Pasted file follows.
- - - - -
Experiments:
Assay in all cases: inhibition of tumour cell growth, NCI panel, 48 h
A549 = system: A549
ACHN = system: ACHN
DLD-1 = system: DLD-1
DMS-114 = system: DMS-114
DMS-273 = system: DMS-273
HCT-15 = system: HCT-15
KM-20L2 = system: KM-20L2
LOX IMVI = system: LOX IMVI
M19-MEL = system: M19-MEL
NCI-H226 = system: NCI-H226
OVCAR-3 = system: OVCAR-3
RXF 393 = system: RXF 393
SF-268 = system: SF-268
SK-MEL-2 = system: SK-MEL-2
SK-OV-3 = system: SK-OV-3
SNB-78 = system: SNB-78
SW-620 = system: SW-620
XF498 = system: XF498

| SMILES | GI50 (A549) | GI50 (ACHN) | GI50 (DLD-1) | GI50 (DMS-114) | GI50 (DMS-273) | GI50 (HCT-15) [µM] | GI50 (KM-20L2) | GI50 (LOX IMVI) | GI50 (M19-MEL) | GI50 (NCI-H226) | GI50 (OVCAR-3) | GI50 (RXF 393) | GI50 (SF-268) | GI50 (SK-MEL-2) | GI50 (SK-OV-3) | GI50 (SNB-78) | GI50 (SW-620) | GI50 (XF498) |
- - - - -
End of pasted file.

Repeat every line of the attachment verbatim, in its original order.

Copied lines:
Experiments:
Assay in all cases: inhibition of tumour cell growth, NCI panel, 48 h
A549 = system: A549
ACHN = system: ACHN
DLD-1 = system: DLD-1
DMS-114 = system: DMS-114
DMS-273 = system: DMS-273
HCT-15 = system: HCT-15
KM-20L2 = system: KM-20L2
LOX IMVI = system: LOX IMVI
M19-MEL = system: M19-MEL
NCI-H226 = system: NCI-H226
OVCAR-3 = system: OVCAR-3
RXF 393 = system: RXF 393
SF-268 = system: SF-268
SK-MEL-2 = system: SK-MEL-2
SK-OV-3 = system: SK-OV-3
SNB-78 = system: SNB-78
SW-620 = system: SW-620
XF498 = system: XF498

| SMILES | GI50 (A549) | GI50 (ACHN) | GI50 (DLD-1) | GI50 (DMS-114) | GI50 (DMS-273) | GI50 (HCT-15) [µM] | GI50 (KM-20L2) | GI50 (LOX IMVI) | GI50 (M19-MEL) | GI50 (NCI-H226) | GI50 (OVCAR-3) | GI50 (RXF 393) | GI50 (SF-268) | GI50 (SK-MEL-2) | GI50 (SK-OV-3) | GI50 (SNB-78) | GI50 (SW-620) | GI50 (XF498) |